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Each holiday season the spirit of giving and generosity seizes many of us, prompting an extra card here, some bills in a bucket there.
And there are some as Christmas approaches who take that spirit just a bit father, who reach out to our neighbors who are most in need.
Their stories are inspirational and too often go untold, lost in the dash and sparkle of the season, private acts of kindness that spread blessings among us.
For Bobby Garrett of To Be Continued in Shelbyville, helping during the holidays is an extension of his work throughout the year with Project Outreach and Open Door of Hope, the men's homeless shelter.
On New Year's Day, he will be serving up lasagna at the Stratton Center. And for Christmas, he will help provide the dinner for the men's shelter, along with a small gift for each.
He was called to help someone else recently, a young woman at The Healing Place, a drug and alcohol rehab in Louisville.
"She just walked in one day," Garrett said. "Bless her heart, she was just tired. So I made arrangements to get her down there. We've decided this Christmas we'll do something for her."
Garrett and his wife Amye are collecting bus tickets, stamps, paper and phone cards for the young woman who they say doesn't have anybody. But she does now.
"It's amazing how you can change a life by being unconditional," Garrett said. "And that's what giving is all about: It's unconditional."
Sometimes giving simply inspires more giving. Charlene Nation of Avon for Guys and Dolls recalled the winter of 1988, when her home burned down. People shared so much, she said, even giving her young daughter gifts they'd bought for their own children.
Every year since then, Nation has either bought gifts for a child in the community or made baskets of products to give at a local nursing home.
This year, however, her generosity is headed several thousand miles away to Timothy Peach, a soldier stationed in Iraq. Peach's mother is Nation's friend on Facebook.
"This year I felt I was drawn toward the guys who are serving our country. Their needs are great," she said.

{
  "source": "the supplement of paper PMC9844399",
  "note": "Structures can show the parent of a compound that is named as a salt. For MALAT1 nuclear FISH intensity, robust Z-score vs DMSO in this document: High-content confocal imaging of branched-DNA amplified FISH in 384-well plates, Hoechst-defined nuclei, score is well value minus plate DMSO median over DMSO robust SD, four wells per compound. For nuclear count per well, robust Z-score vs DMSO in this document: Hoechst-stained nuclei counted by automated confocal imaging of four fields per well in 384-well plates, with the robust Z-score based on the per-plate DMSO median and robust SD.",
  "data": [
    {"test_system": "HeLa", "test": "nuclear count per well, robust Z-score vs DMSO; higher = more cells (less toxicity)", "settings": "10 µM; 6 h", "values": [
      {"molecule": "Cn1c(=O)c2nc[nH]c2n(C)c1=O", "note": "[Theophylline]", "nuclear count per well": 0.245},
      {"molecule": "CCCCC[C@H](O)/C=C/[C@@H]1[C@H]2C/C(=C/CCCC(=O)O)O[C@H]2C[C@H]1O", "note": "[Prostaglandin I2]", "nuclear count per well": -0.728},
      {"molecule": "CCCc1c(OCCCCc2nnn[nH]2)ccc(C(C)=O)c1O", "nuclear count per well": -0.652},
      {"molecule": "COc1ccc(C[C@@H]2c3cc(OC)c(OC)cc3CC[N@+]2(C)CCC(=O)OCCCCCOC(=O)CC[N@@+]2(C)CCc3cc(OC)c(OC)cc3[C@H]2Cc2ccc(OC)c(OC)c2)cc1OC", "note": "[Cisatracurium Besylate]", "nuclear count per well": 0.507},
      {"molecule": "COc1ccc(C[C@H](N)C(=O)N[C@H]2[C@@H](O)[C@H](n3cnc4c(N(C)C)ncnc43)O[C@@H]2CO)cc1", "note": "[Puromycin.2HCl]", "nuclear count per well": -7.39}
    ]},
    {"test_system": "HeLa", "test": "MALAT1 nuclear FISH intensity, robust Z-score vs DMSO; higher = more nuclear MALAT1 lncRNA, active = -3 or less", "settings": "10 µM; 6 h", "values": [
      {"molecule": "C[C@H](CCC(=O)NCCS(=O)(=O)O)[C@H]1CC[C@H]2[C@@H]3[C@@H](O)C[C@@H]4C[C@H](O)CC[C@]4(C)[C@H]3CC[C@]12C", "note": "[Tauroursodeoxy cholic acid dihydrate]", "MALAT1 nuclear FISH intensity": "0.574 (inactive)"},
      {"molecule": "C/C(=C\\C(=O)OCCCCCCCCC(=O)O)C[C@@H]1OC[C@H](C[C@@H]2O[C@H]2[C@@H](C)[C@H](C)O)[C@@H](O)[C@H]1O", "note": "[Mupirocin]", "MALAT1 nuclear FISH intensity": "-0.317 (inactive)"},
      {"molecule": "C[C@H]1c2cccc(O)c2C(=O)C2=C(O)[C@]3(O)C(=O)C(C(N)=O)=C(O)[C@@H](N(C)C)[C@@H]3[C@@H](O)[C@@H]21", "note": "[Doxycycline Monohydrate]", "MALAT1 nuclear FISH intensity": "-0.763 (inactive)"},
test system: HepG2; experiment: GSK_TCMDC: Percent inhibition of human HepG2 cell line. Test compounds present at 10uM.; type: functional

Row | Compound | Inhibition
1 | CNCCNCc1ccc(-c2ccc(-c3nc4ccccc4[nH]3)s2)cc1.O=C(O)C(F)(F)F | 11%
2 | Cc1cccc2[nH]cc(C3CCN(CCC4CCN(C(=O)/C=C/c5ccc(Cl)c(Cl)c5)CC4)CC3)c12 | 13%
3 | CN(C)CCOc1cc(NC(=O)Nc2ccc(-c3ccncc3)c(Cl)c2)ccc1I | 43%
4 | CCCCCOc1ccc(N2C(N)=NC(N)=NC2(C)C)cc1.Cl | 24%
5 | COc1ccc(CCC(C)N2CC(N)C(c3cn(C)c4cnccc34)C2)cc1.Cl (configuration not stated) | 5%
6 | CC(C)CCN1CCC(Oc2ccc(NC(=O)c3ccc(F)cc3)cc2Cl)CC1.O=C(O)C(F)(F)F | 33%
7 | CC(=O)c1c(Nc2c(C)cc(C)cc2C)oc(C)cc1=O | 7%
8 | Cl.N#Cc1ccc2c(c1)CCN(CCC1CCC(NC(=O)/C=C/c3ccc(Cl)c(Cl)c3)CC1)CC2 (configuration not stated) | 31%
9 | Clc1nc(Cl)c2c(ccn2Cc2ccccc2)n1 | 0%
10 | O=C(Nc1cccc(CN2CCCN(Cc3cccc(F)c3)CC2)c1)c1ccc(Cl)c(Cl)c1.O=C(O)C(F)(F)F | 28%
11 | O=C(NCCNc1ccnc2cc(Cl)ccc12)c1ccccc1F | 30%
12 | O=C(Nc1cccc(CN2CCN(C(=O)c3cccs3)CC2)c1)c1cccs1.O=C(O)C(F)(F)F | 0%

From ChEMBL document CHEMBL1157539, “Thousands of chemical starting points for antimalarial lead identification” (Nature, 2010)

So Nation is putting together a box of goodies from her store: lotion, shampoo and shower gels. She will send lip moisturizer, because lip balm would probably melt in the heat, and some razors and fun stuff like word-search books and scratch-off lottery tickets.
"Their feet probably get yucky in those boots," she said. "The cracked-heel cream is amazing."
Maybe Peach can share his pampering products with other soldiers in his unit, Nation said. She said she has never met the young soldier. Indeed, many givers and receivers never meet at all.
Some prefer to stay anonymous, like the individuals and families that have contacted Judy Roberts at Operation Care. She's helping coordinate many holiday events, such as Christmas at Claudia's, in addition to caring for the six families in Operation Care's housing program.
But some 15 families didn't meet the deadline for the local Angel Tree or Southeast Christian Toy Store. About five of those remain unadopted. Roberts said she respects a Santa-citizens right to be anonymous.
"They give for different reasons. Some people will adopt a family in memory of a lost family member of their own. Some do it just to help somebody," Roberts said. "It really is the best way to give, to give anonymously because you know your heart is in the right place."
One frequent giver, who wishes to remain anonymous, said it humbles him.
"I'm no big deal by any means," he said. "I've been very blessed. It's time to give back."
In turn, he has been helped by those less fortunate, as they've taught him not to stereotype, to see the intrinsic value of everyone in a community.
Teaching how to give
This lesson is one of the many Liz Barker, Youth Minister for the Catholic Church of the Annunciation, said she hopes the teenagers in her congregation gain through holiday volunteer work.
"The bottom line is Jesus doesn't have any borders, and we are all God's children," Barker said.
This youth involvement kicked off with a dinner for the hungry in November. For Christmas, they are sponsoring several families in the community and will deliver food, clothing and toys up until Christmas Eve. Barker has also asked the youth to commit random acts of kindness through Christmas.
"We try to teach them that it's not just about them. We teach them that they need to go out into the community and help a stranger, people of different faiths and nationalities," Barker said. "The gift is two-fold: not just to give it away, but it will also come back to them."
In a way, Barker said, that spirit of giving in the community will be a gift to the youth.t